When the 3-phase a.c. supply voltages are connected to the three stator phase windings, the resulting phase currents produce a multi-pole magnetic flux.
This flux is physically rotated around the stator core by the switched sequence of the R-Y-B currents at a speed called synchronous speed.
The value of synchronous speed depends on how many magnetic pole-pairs (p) fixed by the stator winding arrangement and by the frequency (f) of the voltage supply connected to the stator winding.
Synchronous speed of a 6-pole motor supplied at 60 Hz is 20 rev/s or 1200 rev/min
The stator rotating magnetic flux cuts through the rotor conductors to induce an alternating EMF into them.
Since the rotor conductors are connected together at the ends, the induced emf’s set up rotor currents.
The rotor currents also produce a magnetic flux which interacts with the stator rotating flux which produces a torque (T) on the rotor conductor bars.
The rotor reactance varies with the rate of cutting flux which depends on the rotor speed.
The direction of the rotor torque causes the rotor to rotate in the same direction as the rotating magnetic field.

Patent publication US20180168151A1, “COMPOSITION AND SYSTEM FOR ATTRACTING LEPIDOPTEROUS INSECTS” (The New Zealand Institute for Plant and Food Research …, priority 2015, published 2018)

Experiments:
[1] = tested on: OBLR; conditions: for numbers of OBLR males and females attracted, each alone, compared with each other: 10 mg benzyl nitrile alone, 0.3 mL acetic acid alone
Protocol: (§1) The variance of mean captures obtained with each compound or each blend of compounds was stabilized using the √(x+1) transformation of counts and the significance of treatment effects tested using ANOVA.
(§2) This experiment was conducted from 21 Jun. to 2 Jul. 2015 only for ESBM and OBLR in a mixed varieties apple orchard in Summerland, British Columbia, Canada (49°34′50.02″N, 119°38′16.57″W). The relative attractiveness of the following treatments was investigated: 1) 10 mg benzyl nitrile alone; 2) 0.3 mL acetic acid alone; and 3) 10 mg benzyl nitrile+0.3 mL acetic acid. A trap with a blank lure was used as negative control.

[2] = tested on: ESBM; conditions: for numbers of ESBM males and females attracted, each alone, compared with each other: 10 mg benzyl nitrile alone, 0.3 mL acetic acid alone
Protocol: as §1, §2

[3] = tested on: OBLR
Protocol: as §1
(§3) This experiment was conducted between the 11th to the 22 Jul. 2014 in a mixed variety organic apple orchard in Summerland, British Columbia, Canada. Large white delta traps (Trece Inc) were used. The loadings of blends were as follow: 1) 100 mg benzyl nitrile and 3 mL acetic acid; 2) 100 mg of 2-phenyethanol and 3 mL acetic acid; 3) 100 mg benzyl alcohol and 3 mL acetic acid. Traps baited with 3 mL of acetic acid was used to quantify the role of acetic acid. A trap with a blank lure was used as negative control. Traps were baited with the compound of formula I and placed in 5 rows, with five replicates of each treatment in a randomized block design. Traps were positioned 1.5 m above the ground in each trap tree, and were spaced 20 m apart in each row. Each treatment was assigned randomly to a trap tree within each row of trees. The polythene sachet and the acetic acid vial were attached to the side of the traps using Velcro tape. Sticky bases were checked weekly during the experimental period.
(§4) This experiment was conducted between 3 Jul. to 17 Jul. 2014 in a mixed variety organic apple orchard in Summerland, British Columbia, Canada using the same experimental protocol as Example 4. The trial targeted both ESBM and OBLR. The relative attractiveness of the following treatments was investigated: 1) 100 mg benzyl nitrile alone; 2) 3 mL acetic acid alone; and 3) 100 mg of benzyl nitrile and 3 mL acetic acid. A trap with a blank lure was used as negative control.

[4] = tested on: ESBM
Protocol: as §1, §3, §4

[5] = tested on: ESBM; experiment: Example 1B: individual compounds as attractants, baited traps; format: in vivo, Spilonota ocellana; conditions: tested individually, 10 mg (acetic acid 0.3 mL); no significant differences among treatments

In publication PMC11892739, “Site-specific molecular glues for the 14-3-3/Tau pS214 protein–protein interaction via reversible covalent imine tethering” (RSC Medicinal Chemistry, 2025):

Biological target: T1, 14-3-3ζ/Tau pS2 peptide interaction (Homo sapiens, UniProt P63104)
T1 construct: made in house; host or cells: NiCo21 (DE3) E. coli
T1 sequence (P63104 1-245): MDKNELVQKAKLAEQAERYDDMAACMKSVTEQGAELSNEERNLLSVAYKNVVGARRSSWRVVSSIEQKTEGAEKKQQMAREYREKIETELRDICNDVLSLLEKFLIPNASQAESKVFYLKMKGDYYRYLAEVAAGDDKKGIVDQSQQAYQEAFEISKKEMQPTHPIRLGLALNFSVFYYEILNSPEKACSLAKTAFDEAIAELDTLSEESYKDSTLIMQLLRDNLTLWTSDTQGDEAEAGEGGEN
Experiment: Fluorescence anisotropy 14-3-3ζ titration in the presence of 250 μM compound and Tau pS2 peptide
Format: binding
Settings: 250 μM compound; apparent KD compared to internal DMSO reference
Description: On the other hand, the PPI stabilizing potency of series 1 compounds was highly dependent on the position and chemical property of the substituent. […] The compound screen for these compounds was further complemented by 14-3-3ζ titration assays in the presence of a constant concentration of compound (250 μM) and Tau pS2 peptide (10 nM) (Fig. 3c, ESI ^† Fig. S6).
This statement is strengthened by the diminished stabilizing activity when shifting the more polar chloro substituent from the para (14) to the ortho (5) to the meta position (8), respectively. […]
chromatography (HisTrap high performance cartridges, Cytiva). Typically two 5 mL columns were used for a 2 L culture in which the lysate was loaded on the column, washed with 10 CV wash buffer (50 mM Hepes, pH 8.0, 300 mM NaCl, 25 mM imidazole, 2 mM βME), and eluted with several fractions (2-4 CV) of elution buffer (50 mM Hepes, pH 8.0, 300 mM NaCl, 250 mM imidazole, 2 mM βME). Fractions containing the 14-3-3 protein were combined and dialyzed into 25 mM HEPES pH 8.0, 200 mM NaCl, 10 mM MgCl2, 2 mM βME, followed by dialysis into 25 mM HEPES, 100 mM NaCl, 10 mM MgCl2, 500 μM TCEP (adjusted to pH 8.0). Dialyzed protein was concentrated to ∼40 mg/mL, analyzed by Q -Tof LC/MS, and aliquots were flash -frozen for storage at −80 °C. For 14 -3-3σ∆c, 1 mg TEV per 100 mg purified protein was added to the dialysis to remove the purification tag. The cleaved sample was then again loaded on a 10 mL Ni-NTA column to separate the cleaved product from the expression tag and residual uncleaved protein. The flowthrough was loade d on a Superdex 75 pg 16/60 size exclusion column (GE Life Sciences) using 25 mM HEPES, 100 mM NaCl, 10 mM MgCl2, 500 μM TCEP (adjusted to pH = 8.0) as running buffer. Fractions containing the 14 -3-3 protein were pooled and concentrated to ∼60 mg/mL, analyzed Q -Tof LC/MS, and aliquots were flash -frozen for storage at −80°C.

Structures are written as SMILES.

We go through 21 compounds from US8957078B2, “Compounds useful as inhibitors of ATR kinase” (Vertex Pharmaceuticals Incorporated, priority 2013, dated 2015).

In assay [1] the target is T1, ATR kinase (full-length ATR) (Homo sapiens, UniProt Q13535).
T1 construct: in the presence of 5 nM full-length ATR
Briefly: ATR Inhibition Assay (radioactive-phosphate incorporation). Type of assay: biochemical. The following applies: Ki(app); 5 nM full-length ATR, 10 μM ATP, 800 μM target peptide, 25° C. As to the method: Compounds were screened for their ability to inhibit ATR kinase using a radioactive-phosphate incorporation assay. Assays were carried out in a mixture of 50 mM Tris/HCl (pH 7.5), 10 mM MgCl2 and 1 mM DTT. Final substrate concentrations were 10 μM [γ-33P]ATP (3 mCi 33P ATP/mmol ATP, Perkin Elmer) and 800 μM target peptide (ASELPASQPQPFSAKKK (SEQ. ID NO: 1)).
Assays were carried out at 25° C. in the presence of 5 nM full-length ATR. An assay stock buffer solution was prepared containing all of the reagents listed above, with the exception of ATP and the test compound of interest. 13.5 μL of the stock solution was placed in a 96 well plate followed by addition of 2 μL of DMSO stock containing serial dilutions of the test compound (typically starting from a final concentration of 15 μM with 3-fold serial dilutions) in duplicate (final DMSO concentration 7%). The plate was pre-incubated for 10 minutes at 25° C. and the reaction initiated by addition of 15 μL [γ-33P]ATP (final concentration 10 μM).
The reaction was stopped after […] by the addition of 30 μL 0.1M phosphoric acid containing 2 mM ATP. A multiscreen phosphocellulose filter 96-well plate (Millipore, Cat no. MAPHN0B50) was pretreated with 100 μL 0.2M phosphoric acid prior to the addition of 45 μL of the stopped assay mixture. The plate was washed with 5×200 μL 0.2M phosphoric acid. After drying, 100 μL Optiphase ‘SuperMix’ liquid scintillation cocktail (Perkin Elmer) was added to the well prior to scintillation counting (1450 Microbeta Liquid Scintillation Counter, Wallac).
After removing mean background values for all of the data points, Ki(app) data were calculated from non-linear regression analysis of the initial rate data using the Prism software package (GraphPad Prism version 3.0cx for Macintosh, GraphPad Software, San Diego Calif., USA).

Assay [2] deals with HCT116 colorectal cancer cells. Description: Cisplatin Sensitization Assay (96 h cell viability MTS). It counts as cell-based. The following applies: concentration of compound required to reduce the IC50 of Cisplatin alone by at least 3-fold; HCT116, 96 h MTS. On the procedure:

Rotor direction reversed is simply by swapping over any two supply line connections at the stator terminal box.
This reverses the direction of the rotating magnetic field.
An induction motor cannot run normally at synchronous speed.
This is because the rotor conductors would then be stationary with respect to the rotating magnetic field.
No emf would be induced in the rotor and there would be no rotor current and no torque developed.
Even when the motor is on no-load the rotor speed has to be slightly less than the synchronous speed so that current can be induced into the rotor conductors to produce the torque to overcome the mechanical rotational losses of friction and windage.
Slip speed is the difference between the synchronous speed of the rotating magnetic flux and actual rotor speed.
Slip is usually expressed as a percentage of the synchronous speed.
If a 6-pole motor is supplied at 60 Hz and runs with a slip of 5%, what is the actual rotor speed is:
The synchronous speed is 1200 rpm, and the rotor slips by 5% of 1200 by 60 rpm so the rotor runs at 1140 rpm.
If the load torque on the motor shaft is increased, the rotor will tend to slow down (increasing the slip) which allows the rotor conductors to cut the flux at an increased rate.
This causes more current to flow in the rotor which is matched by more stator supply current to meet the increased shaft torque demand.
The motor will now run at this new, slightly reduced, speed.
The fall of motor speed between no-load and full-load is very small (between 1% and 5%) so induction motors are considered to be almost constant speed machines.
At start-up the motor develops more torque than is necessary to turn the load so the motor and load accelerate.
The speed increases until, at the intersection of the two characteristics, the torque developed by the motor is the same as the torque required by the load at that speed. The motor and load will then run at this steady speed as the torque supplied exactly matches the demand.